A quarterly publication of the Autism Research Institute

The Autism Research Review International is quarterly publication of the Autism Research Institute

Summer, 2016 | Number 3, Volume 30

Oxytocin may not work correctly in “stress buffer” role in ASD

In children with autism spectrum disorders (ASD), the hormone oxytocin may not protect well against stress, according to a new study. 

Oxytocin is currently being tested as a treatment for ASD because it facilitates social behavior. However, Blythe Corbett and colleagues note that it also serves as a “stress buffer,” rising when people are exposed to stressors that elevate levels of the hormone cortisol. 

To examine the interplay of cortisol and oxytocin in ASD, Corbett and colleagues administered a single low dose of hydrocortisone (pharmaceutical cortisol) or a placebo to 14 children with high-functioning ASD and 11 neurotypical controls in a double-blind, crossover experiment. All of the children were between 8 and 12 years of age. 

The researchers report that cortisol and oxytocin levels were comparable in children with ASD and controls at baseline. However, the two groups responded very differently to the cortisol challenge. In the neurotypical group, levels of oxytocin rose after hydrocortisone administration, indicating that it played a stress-buffering role. In the children with ASD, however, oxytocin levels remained unchanged or even decreased in response to the challenge. 

The researchers comment, “While oxytocin has been tied to the social ability of children with ASD, the diminished moderating effect of oxytocin may play a contributory role in the heightened stress often observed in children with ASD especially during social interactions. In other words, in addition to [these children] experiencing heightened stress in response to novel and changing situations, it appears that oxytocin does not assist in ameliorating stress once activated.”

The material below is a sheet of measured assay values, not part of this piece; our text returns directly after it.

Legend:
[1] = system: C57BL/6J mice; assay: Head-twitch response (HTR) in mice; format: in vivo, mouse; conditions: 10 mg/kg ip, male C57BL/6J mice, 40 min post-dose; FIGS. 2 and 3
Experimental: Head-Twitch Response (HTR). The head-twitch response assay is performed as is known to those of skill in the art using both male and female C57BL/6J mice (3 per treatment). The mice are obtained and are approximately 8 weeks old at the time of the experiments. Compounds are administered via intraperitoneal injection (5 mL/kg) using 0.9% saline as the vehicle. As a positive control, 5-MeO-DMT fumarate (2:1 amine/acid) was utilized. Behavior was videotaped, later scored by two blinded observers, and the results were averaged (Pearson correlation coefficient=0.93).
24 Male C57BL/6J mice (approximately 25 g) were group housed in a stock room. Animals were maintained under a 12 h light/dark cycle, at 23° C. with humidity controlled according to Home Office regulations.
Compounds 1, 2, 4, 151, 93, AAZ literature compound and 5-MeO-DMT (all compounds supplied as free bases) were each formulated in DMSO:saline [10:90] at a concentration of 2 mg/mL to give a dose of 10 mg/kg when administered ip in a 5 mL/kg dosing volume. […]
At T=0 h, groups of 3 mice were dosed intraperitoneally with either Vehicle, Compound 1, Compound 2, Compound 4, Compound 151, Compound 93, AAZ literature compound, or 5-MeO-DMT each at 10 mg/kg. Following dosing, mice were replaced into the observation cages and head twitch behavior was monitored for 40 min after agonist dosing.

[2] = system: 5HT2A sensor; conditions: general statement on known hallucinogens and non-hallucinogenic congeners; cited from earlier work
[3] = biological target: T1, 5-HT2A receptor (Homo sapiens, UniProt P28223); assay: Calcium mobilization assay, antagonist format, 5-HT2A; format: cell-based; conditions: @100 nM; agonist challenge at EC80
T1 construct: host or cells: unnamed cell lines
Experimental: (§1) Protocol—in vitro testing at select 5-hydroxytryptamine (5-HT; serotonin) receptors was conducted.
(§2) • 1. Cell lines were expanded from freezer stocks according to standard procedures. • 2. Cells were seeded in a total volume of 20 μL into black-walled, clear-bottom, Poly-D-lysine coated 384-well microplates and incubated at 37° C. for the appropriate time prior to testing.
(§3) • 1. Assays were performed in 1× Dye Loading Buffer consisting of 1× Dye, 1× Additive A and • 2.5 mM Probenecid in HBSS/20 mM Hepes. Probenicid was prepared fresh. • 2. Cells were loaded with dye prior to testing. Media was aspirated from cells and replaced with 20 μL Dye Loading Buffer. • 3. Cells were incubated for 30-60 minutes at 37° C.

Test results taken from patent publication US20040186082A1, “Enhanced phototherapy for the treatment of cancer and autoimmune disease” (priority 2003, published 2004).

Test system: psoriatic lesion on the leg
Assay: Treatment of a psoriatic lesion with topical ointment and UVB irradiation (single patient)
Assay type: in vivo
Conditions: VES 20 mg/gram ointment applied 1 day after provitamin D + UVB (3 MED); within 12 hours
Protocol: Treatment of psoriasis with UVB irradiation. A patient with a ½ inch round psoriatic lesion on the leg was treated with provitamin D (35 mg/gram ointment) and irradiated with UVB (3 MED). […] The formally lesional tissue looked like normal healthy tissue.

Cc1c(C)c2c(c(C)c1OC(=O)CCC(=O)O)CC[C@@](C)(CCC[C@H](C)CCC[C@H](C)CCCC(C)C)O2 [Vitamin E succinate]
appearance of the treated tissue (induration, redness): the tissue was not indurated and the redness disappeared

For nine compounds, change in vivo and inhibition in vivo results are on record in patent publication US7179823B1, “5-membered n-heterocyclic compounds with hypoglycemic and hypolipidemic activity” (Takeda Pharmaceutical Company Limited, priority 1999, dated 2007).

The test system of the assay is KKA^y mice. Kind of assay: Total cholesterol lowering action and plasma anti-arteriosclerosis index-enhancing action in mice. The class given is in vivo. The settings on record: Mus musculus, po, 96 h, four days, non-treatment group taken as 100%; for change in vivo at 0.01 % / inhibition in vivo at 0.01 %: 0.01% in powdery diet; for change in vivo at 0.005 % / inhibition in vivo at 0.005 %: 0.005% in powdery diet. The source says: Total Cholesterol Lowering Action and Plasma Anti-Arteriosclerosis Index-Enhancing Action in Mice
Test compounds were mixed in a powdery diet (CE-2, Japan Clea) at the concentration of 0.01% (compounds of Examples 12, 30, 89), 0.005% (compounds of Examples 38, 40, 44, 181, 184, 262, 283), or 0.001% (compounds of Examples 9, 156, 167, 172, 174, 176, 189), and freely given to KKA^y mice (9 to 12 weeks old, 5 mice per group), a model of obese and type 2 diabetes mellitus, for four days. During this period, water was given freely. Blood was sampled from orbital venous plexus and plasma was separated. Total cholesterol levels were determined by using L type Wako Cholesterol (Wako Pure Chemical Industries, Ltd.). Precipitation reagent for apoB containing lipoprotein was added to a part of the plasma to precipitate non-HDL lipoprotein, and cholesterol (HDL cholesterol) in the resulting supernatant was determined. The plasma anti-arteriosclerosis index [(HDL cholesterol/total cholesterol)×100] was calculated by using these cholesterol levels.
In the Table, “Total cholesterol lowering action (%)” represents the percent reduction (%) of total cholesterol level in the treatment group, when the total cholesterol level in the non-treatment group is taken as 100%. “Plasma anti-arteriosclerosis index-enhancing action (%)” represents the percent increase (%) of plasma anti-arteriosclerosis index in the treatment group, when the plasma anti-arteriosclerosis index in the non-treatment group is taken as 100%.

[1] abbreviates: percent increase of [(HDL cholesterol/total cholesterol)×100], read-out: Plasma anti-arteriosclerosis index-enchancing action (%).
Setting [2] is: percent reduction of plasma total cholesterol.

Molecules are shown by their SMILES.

“Comparing oxytocin and cortisol regulation in a double-blind, placebo-controlled, hydrocortisone challenge pilot study in children with autism and typical development,” Blythe A. Corbett, Karen L. Bales, Deanna Swain, Kevin Sanders, Tamara A. R. Weinstein, and Louis J. Muglia, Journal of Neurodevelopmental Disorders, Vol. 8, No. 32, 2016 (online). Address: Blythe Corbett, Department of Psychiatry and Behavioral Sciences, Vanderbilt University, PMB 40, 230 Appleton Place, Nashville, TN 37203, [email protected]